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The majority of black people avoid seeing a psychologist after enduring a traumatic experience, usually because the psychologist isn't black and can’t relate to them. They fear being a part of the stigma, judged, and usually have concerns about the treatment process and the costs. Black psychologists make things easier for African Americans who seek psychotherapy but fear receiving it.

Black psychologists aren't talked about much and most people don’t understand the importance of having black psychologists in the industry. We need them in the industry to be there for our black brothers and sisters who are going through marriage problems, parenting issues, relationship problems, depression, anxiety, and or post-traumatic stress disorders.

Personally, I know I’d rather talk to someone who’s black and can relate to me ranting about what I've been through or what I’m going through. Conversations with the therapist or counselors hit differently when they can relate to what you have to say. 

Some black psychologists in the industry have made the psychotherapy process affordable for African American patients and been able to build trustworthy relationships with their patients to where they feel comfortable enough to speak freely during therapy sessions. More African Americans are seeking psychotherapy now because they feel secure with black therapists. Many African Americans have had a difficult time trusting psychologists who aren’t black because of the prejudices they have against the black community. We are often misjudged and misdiagnosed because white therapists cannot relate or fathom the traumatic experiences black people have had. As a person of color sitting in front of a white therapist, some black people have felt as if they’ve had to hold back information to fight the stereotypes that have been made out about African Americans who suffer from mental illness. We often try to show ourselves in a more positive light when sitting in front of a white therapist to keep from being stereotyped.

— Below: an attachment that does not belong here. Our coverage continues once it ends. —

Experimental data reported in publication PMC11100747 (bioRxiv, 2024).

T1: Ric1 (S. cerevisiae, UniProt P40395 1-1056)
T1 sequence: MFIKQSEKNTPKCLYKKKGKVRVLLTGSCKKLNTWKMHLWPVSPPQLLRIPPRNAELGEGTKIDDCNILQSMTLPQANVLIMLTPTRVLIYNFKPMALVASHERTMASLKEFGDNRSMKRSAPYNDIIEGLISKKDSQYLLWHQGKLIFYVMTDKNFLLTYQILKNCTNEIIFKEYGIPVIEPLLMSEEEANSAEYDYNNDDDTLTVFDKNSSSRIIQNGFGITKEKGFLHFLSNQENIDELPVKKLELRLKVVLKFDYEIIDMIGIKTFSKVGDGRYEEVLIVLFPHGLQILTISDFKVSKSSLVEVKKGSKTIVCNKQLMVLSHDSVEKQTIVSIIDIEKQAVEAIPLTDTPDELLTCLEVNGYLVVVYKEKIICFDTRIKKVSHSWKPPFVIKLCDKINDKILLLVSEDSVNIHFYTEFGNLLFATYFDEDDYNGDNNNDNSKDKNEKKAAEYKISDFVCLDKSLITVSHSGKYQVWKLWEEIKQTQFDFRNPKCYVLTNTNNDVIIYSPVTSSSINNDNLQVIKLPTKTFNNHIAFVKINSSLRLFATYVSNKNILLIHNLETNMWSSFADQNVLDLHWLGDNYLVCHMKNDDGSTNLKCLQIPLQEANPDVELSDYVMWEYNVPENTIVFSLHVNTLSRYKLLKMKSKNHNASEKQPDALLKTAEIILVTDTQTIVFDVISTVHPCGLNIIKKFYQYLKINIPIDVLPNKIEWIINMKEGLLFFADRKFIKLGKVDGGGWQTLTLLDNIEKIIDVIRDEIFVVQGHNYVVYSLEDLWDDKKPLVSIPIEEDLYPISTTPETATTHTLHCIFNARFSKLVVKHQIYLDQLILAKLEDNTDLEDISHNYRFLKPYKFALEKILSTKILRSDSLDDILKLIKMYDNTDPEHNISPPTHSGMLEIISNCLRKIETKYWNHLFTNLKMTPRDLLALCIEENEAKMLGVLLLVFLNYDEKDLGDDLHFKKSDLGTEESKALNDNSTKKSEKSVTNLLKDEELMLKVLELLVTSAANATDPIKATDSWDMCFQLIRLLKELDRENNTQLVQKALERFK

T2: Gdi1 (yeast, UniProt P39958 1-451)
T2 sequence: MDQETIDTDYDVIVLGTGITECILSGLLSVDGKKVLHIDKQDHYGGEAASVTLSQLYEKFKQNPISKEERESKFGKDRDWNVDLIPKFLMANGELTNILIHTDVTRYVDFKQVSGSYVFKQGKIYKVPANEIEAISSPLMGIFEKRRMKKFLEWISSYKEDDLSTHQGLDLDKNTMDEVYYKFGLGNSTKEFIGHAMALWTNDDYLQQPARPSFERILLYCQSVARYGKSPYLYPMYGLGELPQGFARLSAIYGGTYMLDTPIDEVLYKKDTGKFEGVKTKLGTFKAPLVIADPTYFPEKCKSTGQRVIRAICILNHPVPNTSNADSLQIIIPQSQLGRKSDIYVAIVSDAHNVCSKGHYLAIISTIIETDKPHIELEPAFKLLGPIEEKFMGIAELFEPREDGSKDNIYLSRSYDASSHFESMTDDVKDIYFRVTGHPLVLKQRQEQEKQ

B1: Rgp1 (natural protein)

Being black affects every aspect of our everyday life and to feel related to the everyday challenges that African Americans face we have to have access to psychotherapy from black therapists. We need more black therapists in the industry, we need to normalize blacks seeking mental help if needed and not avoiding getting help and talking. 

Syrai Mckenzie-Dixon attends Hampton University as a first year Psychology major from Chicago, IL. In addition to being a member of HerCampus, Syrai aspires to become apart of more clubs and or councils that advocate for minority groups, be a voice for the unheard, and service the underserved. Syrai enjoys traveling, Starbucks, seafood, and binge watching House. She also enjoys going for walks and to the dog park with her dogs. Syrai is looking forward to completing her degree, living up to the Hampton dream and continuing to grow into the Hampton Woman she is destined to be.
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